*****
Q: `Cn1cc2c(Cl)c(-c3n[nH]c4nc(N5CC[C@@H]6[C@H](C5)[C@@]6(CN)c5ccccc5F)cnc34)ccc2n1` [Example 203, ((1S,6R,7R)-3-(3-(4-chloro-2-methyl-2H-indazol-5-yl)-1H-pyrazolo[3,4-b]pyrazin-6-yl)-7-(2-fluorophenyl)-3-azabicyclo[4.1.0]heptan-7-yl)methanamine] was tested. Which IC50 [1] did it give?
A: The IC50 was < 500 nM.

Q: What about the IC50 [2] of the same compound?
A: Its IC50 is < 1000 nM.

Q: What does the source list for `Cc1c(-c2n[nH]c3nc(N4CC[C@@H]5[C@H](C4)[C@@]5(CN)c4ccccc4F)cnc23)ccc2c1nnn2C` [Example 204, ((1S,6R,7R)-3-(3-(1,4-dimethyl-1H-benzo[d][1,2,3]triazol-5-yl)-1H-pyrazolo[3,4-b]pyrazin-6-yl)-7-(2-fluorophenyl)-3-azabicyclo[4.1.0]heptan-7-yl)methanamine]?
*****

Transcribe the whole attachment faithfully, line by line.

Q: `Cn1cc2c(Cl)c(-c3n[nH]c4nc(N5CC[C@@H]6[C@H](C5)[C@@]6(CN)c5ccccc5F)cnc34)ccc2n1` [Example 203, ((1S,6R,7R)-3-(3-(4-chloro-2-methyl-2H-indazol-5-yl)-1H-pyrazolo[3,4-b]pyrazin-6-yl)-7-(2-fluorophenyl)-3-azabicyclo[4.1.0]heptan-7-yl)methanamine] was tested. Which IC50 [1] did it give?
A: The IC50 was < 500 nM.

Q: What about the IC50 [2] of the same compound?
A: Its IC50 is < 1000 nM.

Q: What does the source list for `Cc1c(-c2n[nH]c3nc(N4CC[C@@H]5[C@H](C4)[C@@]5(CN)c4ccccc4F)cnc23)ccc2c1nnn2C` [Example 204, ((1S,6R,7R)-3-(3-(1,4-dimethyl-1H-benzo[d][1,2,3]triazol-5-yl)-1H-pyrazolo[3,4-b]pyrazin-6-yl)-7-(2-fluorophenyl)-3-azabicyclo[4.1.0]heptan-7-yl)methanamine]?